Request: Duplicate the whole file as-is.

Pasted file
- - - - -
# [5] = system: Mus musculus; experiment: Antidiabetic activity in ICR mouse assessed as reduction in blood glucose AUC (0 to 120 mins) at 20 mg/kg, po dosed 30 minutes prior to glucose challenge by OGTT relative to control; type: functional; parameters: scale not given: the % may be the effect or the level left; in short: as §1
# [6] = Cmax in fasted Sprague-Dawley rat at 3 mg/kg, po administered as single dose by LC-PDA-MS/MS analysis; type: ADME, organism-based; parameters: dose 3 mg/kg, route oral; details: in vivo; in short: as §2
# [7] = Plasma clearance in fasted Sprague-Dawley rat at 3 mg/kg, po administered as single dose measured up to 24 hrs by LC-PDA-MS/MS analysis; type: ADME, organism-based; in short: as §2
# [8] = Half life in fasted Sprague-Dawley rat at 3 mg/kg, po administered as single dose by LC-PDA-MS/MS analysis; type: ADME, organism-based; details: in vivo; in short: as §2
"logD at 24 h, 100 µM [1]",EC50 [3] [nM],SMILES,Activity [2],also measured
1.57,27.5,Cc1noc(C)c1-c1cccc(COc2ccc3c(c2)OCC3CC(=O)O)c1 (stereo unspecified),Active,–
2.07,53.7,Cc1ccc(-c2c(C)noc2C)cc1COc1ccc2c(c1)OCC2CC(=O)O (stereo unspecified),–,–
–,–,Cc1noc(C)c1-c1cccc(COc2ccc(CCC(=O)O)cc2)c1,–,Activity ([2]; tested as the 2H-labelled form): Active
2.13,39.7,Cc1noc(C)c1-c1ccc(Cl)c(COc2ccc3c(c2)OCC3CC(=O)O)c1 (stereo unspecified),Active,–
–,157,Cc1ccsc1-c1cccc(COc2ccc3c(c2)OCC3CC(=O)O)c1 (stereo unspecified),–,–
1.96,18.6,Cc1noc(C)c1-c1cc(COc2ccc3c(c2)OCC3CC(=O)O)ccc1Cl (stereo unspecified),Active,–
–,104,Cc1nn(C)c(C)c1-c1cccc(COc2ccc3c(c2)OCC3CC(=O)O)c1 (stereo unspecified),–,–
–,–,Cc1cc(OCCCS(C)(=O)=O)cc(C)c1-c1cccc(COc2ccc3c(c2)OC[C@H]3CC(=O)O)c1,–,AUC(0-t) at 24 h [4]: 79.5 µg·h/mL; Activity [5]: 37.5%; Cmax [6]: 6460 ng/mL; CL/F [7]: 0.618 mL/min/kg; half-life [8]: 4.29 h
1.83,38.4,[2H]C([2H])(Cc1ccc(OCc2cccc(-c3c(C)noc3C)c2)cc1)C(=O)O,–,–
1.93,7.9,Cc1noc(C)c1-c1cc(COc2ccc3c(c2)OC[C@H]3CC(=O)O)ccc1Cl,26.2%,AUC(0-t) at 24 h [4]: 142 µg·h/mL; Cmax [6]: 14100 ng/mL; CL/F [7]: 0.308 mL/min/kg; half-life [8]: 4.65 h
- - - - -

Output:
# [5] = system: Mus musculus; experiment: Antidiabetic activity in ICR mouse assessed as reduction in blood glucose AUC (0 to 120 mins) at 20 mg/kg, po dosed 30 minutes prior to glucose challenge by OGTT relative to control; type: functional; parameters: scale not given: the % may be the effect or the level left; in short: as §1
# [6] = Cmax in fasted Sprague-Dawley rat at 3 mg/kg, po administered as single dose by LC-PDA-MS/MS analysis; type: ADME, organism-based; parameters: dose 3 mg/kg, route oral; details: in vivo; in short: as §2
# [7] = Plasma clearance in fasted Sprague-Dawley rat at 3 mg/kg, po administered as single dose measured up to 24 hrs by LC-PDA-MS/MS analysis; type: ADME, organism-based; in short: as §2
# [8] = Half life in fasted Sprague-Dawley rat at 3 mg/kg, po administered as single dose by LC-PDA-MS/MS analysis; type: ADME, organism-based; details: in vivo; in short: as §2
"logD at 24 h, 100 µM [1]",EC50 [3] [nM],SMILES,Activity [2],also measured
1.57,27.5,Cc1noc(C)c1-c1cccc(COc2ccc3c(c2)OCC3CC(=O)O)c1 (stereo unspecified),Active,–
2.07,53.7,Cc1ccc(-c2c(C)noc2C)cc1COc1ccc2c(c1)OCC2CC(=O)O (stereo unspecified),–,–
–,–,Cc1noc(C)c1-c1cccc(COc2ccc(CCC(=O)O)cc2)c1,–,Activity ([2]; tested as the 2H-labelled form): Active
2.13,39.7,Cc1noc(C)c1-c1ccc(Cl)c(COc2ccc3c(c2)OCC3CC(=O)O)c1 (stereo unspecified),Active,–
–,157,Cc1ccsc1-c1cccc(COc2ccc3c(c2)OCC3CC(=O)O)c1 (stereo unspecified),–,–
1.96,18.6,Cc1noc(C)c1-c1cc(COc2ccc3c(c2)OCC3CC(=O)O)ccc1Cl (stereo unspecified),Active,–
–,104,Cc1nn(C)c(C)c1-c1cccc(COc2ccc3c(c2)OCC3CC(=O)O)c1 (stereo unspecified),–,–
–,–,Cc1cc(OCCCS(C)(=O)=O)cc(C)c1-c1cccc(COc2ccc3c(c2)OC[C@H]3CC(=O)O)c1,–,AUC(0-t) at 24 h [4]: 79.5 µg·h/mL; Activity [5]: 37.5%; Cmax [6]: 6460 ng/mL; CL/F [7]: 0.618 mL/min/kg; half-life [8]: 4.29 h
1.83,38.4,[2H]C([2H])(Cc1ccc(OCc2cccc(-c3c(C)noc3C)c2)cc1)C(=O)O,–,–
1.93,7.9,Cc1noc(C)c1-c1cc(COc2ccc3c(c2)OC[C@H]3CC(=O)O)ccc1Cl,26.2%,AUC(0-t) at 24 h [4]: 142 µg·h/mL; Cmax [6]: 14100 ng/mL; CL/F [7]: 0.308 mL/min/kg; half-life [8]: 4.65 h